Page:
City’s Early Readers Helps Babies and Toddlers Read to Succeed

A free, citywide program is helping the youngest New Yorkers build a bright future through books. NY1's Van Tieu tells us about the City's First Readers Program that is helping parents make the most out of story-time.

It was more than just story-time at the Jackson Heights Queens Public Library Branch on Wednesday, where parents and children took part in the City’s Early Readers program.

It was full of song and dance, and the chance for parents to help little ones develop important language skills that will set them up for success in school.

Little ones like, 18-month-old Shavi. He loves books. He lights up while trying to communicate what he sees.

"We definitely want him to like enjoy reading not just for school, you know, like have a love for reading and for words too,” his mother, Fabiana Lee-Gontoro said. 

That's the goal for "City's Early Readers,” a $1.5 million initiative serving children ages zero to five.  Ten different partners in the city offer the program, including the Queens Public Library.

Officials say 2014 test scores showed 70 percent of New York City's third grade students were below reading level, and students who aren't exposed to reading early-on are more likely to drop out of high school.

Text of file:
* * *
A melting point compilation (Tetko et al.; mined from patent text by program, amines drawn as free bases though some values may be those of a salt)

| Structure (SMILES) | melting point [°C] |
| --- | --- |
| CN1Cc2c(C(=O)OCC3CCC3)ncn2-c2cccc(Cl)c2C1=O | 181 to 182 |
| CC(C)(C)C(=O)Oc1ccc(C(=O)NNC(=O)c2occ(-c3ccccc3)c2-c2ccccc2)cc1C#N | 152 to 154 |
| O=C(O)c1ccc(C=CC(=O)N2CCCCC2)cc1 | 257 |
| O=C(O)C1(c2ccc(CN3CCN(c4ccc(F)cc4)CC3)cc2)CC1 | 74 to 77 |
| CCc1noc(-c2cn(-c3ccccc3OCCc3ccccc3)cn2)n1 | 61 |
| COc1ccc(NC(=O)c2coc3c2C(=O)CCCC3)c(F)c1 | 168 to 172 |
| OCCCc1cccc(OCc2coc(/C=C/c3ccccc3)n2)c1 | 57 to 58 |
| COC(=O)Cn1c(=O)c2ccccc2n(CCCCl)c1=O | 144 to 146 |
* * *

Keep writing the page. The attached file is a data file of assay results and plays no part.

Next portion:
That's why Director Ingrid Bentil said it's important to give parents the tools and tips early-on to make reading fun.

"This really is the foundation for children when they get ready to read," Bentil said. "They’ll have opportunities to you know, hear all kinds of language words and which helps them to love books."

Developing that love for reading also develops that love for knowledge. The City’s First Readers program recommends reading to your child 20 minutes a day to help set a strong, educational foundation.

"Twenty minutes everyday children to be on target to be able to read on grade level by the third grade, because if you’re exposed lots of books, lots of language, lots of literature, you’ll do better in your third grade test,“ Bentil said.

To learn more about the program, visit: citysfirstreaders.com. 

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